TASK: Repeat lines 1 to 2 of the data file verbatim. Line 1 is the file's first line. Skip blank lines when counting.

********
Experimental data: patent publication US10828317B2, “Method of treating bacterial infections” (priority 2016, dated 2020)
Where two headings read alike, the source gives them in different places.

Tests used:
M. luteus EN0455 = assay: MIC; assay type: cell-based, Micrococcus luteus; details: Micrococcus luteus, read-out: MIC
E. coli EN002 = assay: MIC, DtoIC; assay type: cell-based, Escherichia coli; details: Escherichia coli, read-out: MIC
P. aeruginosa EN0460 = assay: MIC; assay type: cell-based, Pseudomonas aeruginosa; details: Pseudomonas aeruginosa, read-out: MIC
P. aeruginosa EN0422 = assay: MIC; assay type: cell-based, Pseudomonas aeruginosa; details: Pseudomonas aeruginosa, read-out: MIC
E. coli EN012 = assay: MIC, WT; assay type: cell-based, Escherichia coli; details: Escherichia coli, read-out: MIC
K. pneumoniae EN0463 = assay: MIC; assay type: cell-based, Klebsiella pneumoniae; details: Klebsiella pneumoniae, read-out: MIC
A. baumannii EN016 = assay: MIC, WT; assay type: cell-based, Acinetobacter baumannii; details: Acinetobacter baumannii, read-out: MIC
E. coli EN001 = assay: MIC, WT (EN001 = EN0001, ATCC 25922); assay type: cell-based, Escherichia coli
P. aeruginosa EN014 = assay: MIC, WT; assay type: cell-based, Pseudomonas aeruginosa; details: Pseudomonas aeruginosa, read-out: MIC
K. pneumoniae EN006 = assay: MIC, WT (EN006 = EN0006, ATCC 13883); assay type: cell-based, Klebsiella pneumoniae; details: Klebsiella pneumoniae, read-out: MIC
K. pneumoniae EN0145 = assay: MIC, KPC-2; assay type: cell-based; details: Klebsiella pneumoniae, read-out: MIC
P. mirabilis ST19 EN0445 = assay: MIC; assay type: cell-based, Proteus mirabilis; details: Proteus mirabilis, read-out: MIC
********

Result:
Experimental data: patent publication US10828317B2, “Method of treating bacterial infections” (priority 2016, dated 2020)
Where two headings read alike, the source gives them in different places.